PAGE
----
Net Weight (lbs.): 8.4
As much as I like my Makita AN922 nail gun, I cannot in good conscience recommend it to everyone looking for a framing nail gun. If you want to get a nail gun that is used for more than just framing, you might do well to view other makes and models. However, if you want a solid framing nail gun that will be used for wood construction framing, you'll have a hard time beating the Makita AN922 nail gun. I use my Makita AN922 nail gun for driving 3½" smooth shank nails ONLY. For ring shanks and shorter nails, I use my Paslode.
If you're interested in purchasing a Makita AN922 nail gun, be sure to do some research on the internet. At this writing, I found the Makita AN922 nail gun for sale online for as low as $139.00 and as high as $799.00. At $139, it's a real bargain!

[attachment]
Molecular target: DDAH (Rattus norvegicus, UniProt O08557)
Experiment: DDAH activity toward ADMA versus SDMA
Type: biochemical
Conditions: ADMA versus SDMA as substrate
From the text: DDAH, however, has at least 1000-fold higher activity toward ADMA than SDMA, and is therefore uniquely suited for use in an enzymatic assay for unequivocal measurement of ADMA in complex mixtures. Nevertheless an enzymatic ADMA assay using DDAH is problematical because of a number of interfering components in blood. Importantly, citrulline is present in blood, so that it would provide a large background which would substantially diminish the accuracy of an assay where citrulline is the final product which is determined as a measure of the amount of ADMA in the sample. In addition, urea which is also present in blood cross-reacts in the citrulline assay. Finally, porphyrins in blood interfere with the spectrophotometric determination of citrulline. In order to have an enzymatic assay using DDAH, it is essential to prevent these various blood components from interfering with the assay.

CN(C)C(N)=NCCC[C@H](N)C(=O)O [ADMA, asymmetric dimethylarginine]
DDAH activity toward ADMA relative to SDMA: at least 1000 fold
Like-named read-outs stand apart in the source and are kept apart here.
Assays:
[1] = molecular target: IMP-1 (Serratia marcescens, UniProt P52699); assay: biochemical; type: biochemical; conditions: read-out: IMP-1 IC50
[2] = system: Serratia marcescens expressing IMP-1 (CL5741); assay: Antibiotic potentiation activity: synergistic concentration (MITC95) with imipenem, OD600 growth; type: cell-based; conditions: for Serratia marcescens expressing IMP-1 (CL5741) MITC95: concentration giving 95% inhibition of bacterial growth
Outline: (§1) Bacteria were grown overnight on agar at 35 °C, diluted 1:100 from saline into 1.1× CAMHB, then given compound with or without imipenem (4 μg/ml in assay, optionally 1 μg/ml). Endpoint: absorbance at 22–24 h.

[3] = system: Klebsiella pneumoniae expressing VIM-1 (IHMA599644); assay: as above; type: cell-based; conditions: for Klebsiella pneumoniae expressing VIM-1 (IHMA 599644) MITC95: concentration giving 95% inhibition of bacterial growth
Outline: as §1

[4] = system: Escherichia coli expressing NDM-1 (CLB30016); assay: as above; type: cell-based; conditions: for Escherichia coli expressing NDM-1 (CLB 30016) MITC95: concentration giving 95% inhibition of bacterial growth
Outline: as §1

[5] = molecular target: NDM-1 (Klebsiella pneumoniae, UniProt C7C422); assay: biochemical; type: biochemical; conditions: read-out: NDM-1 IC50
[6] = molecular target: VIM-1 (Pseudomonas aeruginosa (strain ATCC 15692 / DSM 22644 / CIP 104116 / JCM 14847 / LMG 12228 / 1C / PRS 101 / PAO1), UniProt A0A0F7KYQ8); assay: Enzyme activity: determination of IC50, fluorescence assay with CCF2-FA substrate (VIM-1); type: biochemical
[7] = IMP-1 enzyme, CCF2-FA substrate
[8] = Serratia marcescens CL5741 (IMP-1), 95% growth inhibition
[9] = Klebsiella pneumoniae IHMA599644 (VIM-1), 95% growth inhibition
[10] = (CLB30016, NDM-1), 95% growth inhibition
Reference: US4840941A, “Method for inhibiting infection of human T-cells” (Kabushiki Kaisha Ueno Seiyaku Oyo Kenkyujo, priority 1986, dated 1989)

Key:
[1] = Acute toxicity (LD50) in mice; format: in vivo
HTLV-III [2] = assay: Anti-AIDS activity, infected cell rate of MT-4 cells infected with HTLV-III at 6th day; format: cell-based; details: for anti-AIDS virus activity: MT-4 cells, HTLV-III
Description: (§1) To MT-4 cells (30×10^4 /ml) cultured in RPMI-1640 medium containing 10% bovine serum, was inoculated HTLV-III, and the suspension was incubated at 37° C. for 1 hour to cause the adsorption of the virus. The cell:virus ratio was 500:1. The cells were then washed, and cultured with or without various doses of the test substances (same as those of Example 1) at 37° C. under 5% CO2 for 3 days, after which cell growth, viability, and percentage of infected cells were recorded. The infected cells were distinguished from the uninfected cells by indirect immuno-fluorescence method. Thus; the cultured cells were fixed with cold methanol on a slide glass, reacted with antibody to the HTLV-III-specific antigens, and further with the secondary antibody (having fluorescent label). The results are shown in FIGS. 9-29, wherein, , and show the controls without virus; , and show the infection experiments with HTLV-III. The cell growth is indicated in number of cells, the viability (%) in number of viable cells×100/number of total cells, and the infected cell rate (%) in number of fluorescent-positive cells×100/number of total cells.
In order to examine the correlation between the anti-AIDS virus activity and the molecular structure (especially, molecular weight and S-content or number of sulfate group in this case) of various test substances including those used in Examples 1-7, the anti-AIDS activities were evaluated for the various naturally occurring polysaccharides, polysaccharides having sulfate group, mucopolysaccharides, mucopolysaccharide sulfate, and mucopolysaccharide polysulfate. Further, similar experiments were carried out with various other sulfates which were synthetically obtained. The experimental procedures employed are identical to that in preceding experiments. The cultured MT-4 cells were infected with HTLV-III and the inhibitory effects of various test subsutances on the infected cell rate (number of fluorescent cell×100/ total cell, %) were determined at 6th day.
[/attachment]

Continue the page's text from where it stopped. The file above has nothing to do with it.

Pro Tip: To prevent dirt and debris from getting into your air gun's air system, go to the hardware store and purchase a plastic cap for the male disconnect on your nail gun. Just snap it on after each use to ensure many years of trouble-free service.
Top: Plastic collated, full round head, 3½" nails for the Makita AN922. Middle: Paper collated, clipped head 3½" ring shank nails for the Paslode F350S. Bottom: 2½" paper collated, full round head nails for the Paslode F350S.